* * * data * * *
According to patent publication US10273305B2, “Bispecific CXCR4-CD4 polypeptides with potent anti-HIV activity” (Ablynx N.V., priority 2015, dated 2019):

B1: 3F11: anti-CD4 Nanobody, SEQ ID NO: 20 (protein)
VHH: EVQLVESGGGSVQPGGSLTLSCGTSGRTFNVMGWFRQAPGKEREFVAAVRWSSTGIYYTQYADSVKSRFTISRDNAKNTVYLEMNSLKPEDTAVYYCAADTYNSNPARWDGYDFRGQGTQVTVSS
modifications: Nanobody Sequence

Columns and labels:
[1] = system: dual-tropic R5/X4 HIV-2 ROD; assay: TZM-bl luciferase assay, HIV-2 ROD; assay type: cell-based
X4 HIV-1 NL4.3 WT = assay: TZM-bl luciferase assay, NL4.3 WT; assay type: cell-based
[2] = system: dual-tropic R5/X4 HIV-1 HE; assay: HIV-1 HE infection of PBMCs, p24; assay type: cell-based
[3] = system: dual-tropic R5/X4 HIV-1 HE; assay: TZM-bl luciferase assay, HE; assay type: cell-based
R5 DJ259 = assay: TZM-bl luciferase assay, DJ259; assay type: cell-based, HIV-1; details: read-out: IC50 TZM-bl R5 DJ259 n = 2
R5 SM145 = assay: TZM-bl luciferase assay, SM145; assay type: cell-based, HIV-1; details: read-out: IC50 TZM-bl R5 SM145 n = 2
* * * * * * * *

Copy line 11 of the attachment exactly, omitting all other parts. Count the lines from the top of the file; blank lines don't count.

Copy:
R5 SM145 = assay: TZM-bl luciferase assay, SM145; assay type: cell-based, HIV-1; details: read-out: IC50 TZM-bl R5 SM145 n = 2